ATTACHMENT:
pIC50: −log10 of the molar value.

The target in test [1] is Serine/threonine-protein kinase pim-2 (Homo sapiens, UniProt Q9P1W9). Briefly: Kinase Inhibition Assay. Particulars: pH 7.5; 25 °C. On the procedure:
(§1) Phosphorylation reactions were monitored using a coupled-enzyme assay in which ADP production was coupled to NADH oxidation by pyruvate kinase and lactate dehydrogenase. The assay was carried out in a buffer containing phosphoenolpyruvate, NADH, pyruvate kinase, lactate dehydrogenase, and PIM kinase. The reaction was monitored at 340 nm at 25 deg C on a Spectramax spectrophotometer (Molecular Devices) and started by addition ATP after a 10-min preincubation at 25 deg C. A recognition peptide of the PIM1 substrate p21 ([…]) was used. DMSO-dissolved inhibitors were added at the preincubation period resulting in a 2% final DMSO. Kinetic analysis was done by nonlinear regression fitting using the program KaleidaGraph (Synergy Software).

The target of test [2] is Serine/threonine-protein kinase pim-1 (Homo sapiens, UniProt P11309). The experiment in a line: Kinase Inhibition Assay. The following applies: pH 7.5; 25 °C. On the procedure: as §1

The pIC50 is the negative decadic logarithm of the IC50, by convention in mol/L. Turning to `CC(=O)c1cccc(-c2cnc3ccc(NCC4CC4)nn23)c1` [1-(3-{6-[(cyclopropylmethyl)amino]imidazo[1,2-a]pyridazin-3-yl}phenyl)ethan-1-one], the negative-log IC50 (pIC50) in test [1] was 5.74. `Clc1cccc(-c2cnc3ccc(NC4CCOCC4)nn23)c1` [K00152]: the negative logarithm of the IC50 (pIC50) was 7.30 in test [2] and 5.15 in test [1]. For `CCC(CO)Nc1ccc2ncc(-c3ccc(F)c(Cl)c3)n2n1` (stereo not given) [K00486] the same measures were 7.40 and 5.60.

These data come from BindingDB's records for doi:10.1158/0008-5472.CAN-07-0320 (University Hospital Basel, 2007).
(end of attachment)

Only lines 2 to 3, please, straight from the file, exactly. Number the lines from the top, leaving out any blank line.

The target in test [1] is Serine/threonine-protein kinase pim-2 (Homo sapiens, UniProt Q9P1W9). Briefly: Kinase Inhibition Assay. Particulars: pH 7.5; 25 °C. On the procedure:
(§1) Phosphorylation reactions were monitored using a coupled-enzyme assay in which ADP production was coupled to NADH oxidation by pyruvate kinase and lactate dehydrogenase. The assay was carried out in a buffer containing phosphoenolpyruvate, NADH, pyruvate kinase, lactate dehydrogenase, and PIM kinase. The reaction was monitored at 340 nm at 25 deg C on a Spectramax spectrophotometer (Molecular Devices) and started by addition ATP after a 10-min preincubation at 25 deg C. A recognition peptide of the PIM1 substrate p21 ([…]) was used. DMSO-dissolved inhibitors were added at the preincubation period resulting in a 2% final DMSO. Kinetic analysis was done by nonlinear regression fitting using the program KaleidaGraph (Synergy Software).